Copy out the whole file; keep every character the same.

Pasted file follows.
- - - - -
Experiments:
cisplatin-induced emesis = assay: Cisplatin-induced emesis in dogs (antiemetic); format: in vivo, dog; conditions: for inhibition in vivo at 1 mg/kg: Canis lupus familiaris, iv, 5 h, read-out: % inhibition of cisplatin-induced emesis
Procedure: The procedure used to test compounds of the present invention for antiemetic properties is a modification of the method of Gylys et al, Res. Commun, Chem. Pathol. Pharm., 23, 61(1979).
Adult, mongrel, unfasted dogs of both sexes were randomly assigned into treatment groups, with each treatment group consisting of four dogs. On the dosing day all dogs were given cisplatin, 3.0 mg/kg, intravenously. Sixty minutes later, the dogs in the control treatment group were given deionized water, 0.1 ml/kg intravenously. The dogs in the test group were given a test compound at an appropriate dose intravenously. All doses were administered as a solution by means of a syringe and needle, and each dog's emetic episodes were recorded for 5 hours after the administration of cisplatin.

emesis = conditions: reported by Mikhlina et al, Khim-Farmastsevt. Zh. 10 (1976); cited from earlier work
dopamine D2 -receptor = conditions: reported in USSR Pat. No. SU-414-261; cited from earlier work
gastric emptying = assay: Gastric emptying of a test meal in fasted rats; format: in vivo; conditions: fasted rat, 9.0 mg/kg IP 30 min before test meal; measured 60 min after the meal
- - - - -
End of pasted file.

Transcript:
Experiments:
cisplatin-induced emesis = assay: Cisplatin-induced emesis in dogs (antiemetic); format: in vivo, dog; conditions: for inhibition in vivo at 1 mg/kg: Canis lupus familiaris, iv, 5 h, read-out: % inhibition of cisplatin-induced emesis
Procedure: The procedure used to test compounds of the present invention for antiemetic properties is a modification of the method of Gylys et al, Res. Commun, Chem. Pathol. Pharm., 23, 61(1979).
Adult, mongrel, unfasted dogs of both sexes were randomly assigned into treatment groups, with each treatment group consisting of four dogs. On the dosing day all dogs were given cisplatin, 3.0 mg/kg, intravenously. Sixty minutes later, the dogs in the control treatment group were given deionized water, 0.1 ml/kg intravenously. The dogs in the test group were given a test compound at an appropriate dose intravenously. All doses were administered as a solution by means of a syringe and needle, and each dog's emetic episodes were recorded for 5 hours after the administration of cisplatin.

emesis = conditions: reported by Mikhlina et al, Khim-Farmastsevt. Zh. 10 (1976); cited from earlier work
dopamine D2 -receptor = conditions: reported in USSR Pat. No. SU-414-261; cited from earlier work
gastric emptying = assay: Gastric emptying of a test meal in fasted rats; format: in vivo; conditions: fasted rat, 9.0 mg/kg IP 30 min before test meal; measured 60 min after the meal